Sunday, February 24, 2019

City walls finished


The weekend turned out to be a lot busier than I expected. There's also a howling Great Lakes gale making life interesting and a little alarming at times, but at least I finished the Sudan city walls.


Corrugated card from pizza boxes glues together nicely with a hot glue gun, takes spackle and craft paint well, and is sturdy enough to stand up to a lot of handling. It's also cheap! The crenelations were cut using a triangular-section rat tail file, which is about as fast as and a lot less messy and dust-making than using a Dremel. I painted everything a base shade of beige, followed by a darker shade in the ruined section and along the bases of the walls for the ground. Once dry I followed it with a dry brush of magnolia white over the upper reaches of the walls, towers and gatehouse to give that dry and dusty look. All doors and windows were drawn in using a pencil because I find that black paint looks too stark and unrealistic in this scale.

The battlements are wide enough to take single bases of Mahdist and Imperial infantry. The gatehouse can take a full company of British, Indian or Egyptian infantry, along with a 7 pdr screw gun or a Gatling gun on the battlements. Heavier pieces wouldn't be sited on the battlements due to difficulty getting the weapons up there. The towers can take half a company of Imperial infantry each.

So, walls and towers and gatehouse all finished. Time to test them out in a game. Watch this space...

Friday, February 22, 2019

Just a spoonfull of Spackle


A local environmental campaign I'm involved in has kicked into high gear with a crucial ballot coming up on Tuesday, so I didn't have time to play the next Sudan game this week. I did find a bit of time to work on the city walls.

Along with the intact walls I needed to make a ruined section which has seen the attentions of enemy artillery. I made the section below the same way as the others using corrugated card for the walls and walkways. Glue-stiffened cartridge paper formed the sloping ruined areas. It's stiff enough without adding a lot of weight. A few pieces of corrugated card made chunks and slabs of fallen masonry, then I smoothed everything over with a skim of spackle.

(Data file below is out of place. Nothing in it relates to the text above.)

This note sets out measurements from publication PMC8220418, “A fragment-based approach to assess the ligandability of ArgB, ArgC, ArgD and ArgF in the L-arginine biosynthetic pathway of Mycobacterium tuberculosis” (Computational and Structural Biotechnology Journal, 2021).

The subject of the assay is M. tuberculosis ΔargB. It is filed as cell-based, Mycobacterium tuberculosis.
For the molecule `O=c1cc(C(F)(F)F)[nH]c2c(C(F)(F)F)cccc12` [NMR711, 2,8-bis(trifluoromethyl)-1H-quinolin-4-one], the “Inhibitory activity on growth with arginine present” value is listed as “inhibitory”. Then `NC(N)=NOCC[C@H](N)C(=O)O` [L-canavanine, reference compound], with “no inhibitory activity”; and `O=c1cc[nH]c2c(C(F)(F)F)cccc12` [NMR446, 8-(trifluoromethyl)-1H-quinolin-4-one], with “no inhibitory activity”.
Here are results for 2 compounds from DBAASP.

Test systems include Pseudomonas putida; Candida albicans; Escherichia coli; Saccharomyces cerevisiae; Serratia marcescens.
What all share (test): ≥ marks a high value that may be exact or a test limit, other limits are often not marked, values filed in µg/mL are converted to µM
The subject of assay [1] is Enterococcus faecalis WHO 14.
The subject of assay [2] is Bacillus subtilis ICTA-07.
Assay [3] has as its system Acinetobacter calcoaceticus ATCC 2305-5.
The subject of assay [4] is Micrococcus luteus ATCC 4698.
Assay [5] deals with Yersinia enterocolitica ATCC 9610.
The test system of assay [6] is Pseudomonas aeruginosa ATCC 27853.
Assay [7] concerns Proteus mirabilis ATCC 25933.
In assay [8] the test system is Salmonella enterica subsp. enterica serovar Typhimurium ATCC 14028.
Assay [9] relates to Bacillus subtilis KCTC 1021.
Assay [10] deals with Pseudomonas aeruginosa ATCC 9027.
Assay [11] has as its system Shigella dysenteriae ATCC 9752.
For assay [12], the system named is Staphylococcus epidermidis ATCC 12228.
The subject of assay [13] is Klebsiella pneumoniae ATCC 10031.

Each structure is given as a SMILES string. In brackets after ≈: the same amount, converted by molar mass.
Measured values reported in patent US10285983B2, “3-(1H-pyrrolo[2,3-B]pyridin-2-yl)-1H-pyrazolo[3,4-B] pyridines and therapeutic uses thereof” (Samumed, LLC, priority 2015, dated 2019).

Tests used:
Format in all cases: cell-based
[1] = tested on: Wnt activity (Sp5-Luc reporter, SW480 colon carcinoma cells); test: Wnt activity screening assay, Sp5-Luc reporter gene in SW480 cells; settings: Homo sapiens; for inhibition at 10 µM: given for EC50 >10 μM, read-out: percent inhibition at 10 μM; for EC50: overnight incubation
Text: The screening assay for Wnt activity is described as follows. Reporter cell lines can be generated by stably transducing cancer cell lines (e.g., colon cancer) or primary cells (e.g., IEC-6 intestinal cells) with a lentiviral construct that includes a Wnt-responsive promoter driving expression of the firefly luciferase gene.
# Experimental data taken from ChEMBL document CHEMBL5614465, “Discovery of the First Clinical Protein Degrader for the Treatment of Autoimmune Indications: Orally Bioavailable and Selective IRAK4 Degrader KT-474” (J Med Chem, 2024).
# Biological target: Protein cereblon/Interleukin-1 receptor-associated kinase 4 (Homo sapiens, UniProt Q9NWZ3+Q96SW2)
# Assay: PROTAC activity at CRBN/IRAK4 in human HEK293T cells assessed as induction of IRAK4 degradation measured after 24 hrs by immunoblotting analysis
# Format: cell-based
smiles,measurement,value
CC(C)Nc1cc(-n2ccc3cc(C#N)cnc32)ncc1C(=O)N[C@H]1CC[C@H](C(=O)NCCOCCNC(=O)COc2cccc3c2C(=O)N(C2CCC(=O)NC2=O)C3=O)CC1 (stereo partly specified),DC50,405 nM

While I had the spackle pot open I got on with rendering the rest of the walls, gatehouse and towers. The gatehouse is of a type based on the ancient Roman pattern which can still be seen in parts of the Middle East. 

I haven't made any crenelations yet, but these will follow once I work out a couple of ideas on how to make them. Once everything's done I'll get down to painting. Normally I'd use spray paint, but the weather's still fluctuating all over the place, so it'll be a craft paint and brush job.

Hopefully I'll find time to play the next game this Sunday.


Tuesday, February 19, 2019

City walls for the Sudan


Although there's no evidence to show either Haiya in the Eastern Sudan or Atbara on the Nile ever had city walls, I thought I'd make some just to make life that much harder for the Imperial army.


These were knocked up in a couple of hours using trusty corrugated cardboard from a pizza box welded together by hot glue. I made four wall sections of approx. seven inches length and a couple of free-standing towers and a gatehouse to go between them. These are enough to represent a corner of the contested town without it taking up a lot of valuable maneuvering room. Making the crenelations is going to be a bit problematic. I'm too lazy to cut out each one of the blessed things by hand, so I may resort to using my Dremel. Once done, I'll slather the lot in spackle and paint then get 'em on the table.

Saturday, February 16, 2019

Coming soon - On to Haiya